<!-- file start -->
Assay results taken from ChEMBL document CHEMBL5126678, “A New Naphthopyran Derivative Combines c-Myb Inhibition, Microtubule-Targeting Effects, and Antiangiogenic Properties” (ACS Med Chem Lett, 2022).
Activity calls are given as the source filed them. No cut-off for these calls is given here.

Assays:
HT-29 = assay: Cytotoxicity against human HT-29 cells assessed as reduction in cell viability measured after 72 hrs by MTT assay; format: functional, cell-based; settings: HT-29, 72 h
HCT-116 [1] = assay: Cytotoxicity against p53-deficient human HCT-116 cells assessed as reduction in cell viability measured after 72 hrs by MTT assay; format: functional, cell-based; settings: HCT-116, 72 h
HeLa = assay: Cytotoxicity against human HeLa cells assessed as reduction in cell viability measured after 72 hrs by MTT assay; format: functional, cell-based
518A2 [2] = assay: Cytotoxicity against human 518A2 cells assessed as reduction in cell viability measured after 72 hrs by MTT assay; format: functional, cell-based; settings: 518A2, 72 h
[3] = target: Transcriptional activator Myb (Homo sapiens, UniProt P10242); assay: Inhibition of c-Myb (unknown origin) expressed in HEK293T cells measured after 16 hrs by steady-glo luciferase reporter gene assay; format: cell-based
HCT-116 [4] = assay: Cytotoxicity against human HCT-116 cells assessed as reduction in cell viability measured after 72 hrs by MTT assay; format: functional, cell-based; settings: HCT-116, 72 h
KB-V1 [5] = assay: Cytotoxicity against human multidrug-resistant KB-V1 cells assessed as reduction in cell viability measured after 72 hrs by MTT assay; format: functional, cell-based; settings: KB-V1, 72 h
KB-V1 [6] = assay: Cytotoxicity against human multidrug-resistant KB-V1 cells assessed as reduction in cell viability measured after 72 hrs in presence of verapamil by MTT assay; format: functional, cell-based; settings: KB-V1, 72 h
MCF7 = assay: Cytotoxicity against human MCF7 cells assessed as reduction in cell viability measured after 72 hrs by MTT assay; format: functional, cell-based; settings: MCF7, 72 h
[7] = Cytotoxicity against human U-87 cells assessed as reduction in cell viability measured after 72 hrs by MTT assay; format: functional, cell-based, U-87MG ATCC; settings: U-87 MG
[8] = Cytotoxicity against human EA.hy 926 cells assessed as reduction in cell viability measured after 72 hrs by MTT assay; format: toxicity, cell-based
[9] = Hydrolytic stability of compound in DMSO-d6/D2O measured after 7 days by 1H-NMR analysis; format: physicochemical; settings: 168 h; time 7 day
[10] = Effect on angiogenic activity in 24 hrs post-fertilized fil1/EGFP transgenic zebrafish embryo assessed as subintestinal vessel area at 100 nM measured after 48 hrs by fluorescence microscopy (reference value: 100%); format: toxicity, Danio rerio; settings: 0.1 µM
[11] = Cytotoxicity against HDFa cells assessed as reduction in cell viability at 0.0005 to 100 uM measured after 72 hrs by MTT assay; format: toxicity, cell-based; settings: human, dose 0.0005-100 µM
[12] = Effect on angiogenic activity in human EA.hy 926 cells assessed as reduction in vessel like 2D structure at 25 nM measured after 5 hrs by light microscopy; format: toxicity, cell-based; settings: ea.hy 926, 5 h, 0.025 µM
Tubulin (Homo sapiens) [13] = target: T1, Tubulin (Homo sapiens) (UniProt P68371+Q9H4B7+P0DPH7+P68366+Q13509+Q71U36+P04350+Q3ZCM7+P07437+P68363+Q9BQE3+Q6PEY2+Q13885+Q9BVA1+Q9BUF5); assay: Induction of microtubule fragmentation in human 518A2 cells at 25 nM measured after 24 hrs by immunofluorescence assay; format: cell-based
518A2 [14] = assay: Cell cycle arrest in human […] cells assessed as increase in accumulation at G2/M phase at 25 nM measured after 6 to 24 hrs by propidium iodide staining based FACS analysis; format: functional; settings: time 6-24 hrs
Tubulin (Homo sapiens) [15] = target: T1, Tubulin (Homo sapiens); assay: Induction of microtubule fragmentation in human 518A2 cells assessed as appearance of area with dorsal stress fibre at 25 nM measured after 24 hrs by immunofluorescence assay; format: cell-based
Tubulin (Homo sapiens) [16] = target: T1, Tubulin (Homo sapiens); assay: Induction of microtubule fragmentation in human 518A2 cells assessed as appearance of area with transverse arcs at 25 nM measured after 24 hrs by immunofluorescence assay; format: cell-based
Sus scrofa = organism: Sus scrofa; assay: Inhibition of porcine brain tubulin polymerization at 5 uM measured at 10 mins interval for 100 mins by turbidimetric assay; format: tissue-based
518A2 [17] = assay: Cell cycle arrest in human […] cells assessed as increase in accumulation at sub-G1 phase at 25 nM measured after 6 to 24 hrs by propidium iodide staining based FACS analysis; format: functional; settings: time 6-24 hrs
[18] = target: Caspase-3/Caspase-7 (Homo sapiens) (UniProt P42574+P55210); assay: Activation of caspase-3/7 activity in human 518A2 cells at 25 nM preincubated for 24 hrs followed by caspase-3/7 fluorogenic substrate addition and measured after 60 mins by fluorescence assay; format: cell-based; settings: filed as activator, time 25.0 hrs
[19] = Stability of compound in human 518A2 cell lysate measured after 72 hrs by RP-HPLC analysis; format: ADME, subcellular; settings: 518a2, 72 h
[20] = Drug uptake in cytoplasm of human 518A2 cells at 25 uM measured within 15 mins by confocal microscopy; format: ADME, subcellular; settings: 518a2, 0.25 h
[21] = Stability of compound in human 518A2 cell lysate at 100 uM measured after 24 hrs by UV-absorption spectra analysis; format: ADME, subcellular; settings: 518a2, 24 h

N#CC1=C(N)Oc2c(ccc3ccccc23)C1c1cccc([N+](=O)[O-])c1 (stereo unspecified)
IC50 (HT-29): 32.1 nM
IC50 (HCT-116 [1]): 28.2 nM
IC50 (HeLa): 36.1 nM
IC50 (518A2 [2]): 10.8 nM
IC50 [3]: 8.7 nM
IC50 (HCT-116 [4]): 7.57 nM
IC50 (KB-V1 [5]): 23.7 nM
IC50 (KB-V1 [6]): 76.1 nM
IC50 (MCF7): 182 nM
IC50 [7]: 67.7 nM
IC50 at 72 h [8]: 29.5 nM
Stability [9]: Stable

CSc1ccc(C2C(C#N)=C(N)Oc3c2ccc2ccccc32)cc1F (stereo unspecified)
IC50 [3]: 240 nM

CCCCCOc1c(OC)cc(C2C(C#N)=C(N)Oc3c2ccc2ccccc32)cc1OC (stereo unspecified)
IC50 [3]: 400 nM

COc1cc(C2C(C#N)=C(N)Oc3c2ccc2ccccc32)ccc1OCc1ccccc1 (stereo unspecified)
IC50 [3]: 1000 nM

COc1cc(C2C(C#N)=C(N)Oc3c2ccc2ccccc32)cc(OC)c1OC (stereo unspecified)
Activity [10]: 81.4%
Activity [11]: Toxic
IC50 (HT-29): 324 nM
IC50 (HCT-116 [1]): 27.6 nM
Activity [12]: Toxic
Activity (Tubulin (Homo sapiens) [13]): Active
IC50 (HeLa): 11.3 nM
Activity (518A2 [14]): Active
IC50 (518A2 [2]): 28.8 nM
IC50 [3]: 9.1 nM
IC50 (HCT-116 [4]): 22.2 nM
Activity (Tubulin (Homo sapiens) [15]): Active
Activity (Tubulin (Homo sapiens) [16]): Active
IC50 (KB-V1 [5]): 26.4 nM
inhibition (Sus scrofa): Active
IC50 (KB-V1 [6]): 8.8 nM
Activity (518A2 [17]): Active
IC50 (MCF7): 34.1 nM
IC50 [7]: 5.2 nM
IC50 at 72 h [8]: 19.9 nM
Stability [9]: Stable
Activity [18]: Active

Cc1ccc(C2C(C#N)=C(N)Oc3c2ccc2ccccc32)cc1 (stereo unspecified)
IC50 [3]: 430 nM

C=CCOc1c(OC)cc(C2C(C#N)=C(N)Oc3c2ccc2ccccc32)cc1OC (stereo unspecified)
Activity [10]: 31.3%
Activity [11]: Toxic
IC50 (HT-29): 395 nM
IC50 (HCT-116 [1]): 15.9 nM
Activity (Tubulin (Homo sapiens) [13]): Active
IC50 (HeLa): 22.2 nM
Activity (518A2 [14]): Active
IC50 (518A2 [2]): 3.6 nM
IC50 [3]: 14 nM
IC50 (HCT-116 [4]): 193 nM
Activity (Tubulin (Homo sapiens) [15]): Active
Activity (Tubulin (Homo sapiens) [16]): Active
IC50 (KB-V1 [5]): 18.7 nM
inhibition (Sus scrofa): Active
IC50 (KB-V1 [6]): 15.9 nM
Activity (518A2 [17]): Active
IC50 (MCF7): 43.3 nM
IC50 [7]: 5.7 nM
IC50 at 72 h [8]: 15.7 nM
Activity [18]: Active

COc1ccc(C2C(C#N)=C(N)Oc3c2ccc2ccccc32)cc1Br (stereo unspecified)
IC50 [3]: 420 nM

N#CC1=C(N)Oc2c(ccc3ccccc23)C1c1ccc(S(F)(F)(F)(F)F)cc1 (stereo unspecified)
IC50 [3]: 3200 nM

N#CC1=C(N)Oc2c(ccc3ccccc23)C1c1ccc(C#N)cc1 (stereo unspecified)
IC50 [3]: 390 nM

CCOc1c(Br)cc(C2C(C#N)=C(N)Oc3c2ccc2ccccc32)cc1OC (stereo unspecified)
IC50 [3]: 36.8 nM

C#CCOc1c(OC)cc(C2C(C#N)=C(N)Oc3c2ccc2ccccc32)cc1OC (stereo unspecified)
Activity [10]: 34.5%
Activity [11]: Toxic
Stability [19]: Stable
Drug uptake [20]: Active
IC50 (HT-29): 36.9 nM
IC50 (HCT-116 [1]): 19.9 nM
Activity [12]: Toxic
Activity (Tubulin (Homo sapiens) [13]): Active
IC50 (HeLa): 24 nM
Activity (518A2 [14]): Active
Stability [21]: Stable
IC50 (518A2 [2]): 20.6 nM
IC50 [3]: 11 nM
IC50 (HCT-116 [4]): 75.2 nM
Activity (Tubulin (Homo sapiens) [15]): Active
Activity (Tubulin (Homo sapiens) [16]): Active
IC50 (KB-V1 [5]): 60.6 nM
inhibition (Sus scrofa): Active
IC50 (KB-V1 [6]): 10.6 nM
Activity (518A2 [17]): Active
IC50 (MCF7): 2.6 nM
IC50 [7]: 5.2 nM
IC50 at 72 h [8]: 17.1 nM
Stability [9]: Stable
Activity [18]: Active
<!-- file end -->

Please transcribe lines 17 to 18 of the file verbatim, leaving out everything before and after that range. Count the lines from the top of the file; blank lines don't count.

[11] = Cytotoxicity against HDFa cells assessed as reduction in cell viability at 0.0005 to 100 uM measured after 72 hrs by MTT assay; format: toxicity, cell-based; settings: human, dose 0.0005-100 µM
[12] = Effect on angiogenic activity in human EA.hy 926 cells assessed as reduction in vessel like 2D structure at 25 nM measured after 5 hrs by light microscopy; format: toxicity, cell-based; settings: ea.hy 926, 5 h, 0.025 µM